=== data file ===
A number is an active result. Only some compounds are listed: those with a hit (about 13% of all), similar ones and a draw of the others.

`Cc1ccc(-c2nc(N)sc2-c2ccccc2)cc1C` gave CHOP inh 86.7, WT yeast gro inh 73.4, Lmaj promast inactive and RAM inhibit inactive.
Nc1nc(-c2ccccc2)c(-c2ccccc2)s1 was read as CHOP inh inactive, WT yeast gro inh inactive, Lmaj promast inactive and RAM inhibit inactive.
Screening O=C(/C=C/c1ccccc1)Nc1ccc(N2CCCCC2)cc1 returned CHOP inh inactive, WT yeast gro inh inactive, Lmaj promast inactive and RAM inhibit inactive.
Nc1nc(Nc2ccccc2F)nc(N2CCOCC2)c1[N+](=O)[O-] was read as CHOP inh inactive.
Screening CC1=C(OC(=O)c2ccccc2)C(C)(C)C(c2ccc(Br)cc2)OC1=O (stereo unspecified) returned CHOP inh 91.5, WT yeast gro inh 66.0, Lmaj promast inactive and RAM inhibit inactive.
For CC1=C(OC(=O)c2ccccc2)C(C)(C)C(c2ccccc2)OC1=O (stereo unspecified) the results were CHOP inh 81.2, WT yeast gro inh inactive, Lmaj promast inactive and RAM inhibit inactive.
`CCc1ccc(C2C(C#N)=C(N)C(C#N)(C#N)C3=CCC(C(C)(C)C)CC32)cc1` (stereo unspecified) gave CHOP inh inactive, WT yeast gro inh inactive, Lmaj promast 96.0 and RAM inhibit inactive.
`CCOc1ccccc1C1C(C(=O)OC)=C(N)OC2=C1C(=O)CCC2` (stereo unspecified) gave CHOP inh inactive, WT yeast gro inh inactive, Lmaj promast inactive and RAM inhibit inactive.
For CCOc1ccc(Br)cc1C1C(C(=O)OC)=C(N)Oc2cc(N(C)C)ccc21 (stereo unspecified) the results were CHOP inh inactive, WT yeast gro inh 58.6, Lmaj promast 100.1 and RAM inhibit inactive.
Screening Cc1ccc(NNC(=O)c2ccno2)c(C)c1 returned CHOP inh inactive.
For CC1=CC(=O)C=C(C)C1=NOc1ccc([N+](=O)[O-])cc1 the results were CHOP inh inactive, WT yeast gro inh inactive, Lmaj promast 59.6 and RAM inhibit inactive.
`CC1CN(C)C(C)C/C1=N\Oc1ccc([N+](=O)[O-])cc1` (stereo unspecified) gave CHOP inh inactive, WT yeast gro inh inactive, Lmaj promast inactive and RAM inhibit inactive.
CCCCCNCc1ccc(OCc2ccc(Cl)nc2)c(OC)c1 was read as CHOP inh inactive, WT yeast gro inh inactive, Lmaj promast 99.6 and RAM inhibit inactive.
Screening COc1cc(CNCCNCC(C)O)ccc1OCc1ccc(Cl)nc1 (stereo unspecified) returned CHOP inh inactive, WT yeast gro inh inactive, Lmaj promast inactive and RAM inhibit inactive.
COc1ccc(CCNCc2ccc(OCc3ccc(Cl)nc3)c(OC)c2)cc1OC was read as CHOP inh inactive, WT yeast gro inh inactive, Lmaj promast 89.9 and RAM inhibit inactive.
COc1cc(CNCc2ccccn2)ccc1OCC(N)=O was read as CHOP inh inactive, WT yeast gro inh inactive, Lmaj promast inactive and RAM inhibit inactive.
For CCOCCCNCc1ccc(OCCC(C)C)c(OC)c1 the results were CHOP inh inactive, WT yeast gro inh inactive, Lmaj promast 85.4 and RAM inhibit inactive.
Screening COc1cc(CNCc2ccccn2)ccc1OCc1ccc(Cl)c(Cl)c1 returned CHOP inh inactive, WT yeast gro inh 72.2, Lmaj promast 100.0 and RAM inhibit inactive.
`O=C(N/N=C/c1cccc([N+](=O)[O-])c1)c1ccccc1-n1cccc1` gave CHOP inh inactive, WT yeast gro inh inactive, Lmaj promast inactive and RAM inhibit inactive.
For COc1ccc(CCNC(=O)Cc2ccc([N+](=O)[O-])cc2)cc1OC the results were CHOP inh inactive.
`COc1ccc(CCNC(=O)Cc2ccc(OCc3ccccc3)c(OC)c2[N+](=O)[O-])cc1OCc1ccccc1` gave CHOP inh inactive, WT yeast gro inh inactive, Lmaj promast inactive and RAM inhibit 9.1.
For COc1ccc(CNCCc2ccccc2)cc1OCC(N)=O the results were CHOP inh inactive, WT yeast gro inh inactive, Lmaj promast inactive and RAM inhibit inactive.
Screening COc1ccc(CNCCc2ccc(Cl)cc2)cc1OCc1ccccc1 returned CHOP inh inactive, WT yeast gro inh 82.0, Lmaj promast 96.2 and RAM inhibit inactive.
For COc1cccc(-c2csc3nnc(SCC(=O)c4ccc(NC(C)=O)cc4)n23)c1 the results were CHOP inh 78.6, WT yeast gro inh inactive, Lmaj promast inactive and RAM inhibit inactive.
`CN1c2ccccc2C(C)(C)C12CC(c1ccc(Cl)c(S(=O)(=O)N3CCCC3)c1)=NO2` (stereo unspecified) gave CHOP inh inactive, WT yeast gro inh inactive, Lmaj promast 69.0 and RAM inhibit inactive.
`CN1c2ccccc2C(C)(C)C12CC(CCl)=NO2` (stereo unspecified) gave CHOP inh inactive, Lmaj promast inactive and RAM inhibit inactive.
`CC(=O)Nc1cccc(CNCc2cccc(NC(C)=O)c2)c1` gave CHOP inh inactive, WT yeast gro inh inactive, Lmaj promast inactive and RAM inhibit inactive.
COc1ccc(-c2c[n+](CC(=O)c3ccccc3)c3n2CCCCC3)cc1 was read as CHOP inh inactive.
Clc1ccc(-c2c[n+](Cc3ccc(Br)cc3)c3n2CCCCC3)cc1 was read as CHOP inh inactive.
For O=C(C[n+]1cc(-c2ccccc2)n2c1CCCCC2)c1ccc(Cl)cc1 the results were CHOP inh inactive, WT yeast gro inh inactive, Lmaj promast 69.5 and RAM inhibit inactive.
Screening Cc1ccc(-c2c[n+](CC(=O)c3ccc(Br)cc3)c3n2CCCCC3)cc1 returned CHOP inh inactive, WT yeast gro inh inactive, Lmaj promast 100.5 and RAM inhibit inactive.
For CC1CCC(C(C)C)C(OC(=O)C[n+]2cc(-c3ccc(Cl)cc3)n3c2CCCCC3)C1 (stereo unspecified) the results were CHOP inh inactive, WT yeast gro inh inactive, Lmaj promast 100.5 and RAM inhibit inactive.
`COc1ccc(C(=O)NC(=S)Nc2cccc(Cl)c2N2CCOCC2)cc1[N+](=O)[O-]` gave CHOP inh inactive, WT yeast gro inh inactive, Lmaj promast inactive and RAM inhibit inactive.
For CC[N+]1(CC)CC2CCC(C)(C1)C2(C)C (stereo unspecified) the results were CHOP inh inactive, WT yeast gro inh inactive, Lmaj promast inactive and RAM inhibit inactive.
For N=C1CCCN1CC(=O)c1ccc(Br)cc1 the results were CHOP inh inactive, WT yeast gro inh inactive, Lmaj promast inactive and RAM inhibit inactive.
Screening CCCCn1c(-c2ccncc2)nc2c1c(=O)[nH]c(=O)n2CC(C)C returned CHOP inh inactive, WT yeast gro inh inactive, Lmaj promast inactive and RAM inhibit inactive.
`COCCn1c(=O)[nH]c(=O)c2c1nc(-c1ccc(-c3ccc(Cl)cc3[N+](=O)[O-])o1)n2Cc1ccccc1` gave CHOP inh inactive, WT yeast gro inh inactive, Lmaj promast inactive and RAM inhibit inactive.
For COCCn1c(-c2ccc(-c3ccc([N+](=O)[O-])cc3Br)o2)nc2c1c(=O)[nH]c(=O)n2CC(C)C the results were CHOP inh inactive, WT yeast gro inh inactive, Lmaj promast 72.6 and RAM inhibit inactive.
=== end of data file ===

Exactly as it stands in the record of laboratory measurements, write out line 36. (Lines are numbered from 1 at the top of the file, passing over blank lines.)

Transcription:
For N=C1CCCN1CC(=O)c1ccc(Br)cc1 the results were CHOP inh inactive, WT yeast gro inh inactive, Lmaj promast inactive and RAM inhibit inactive.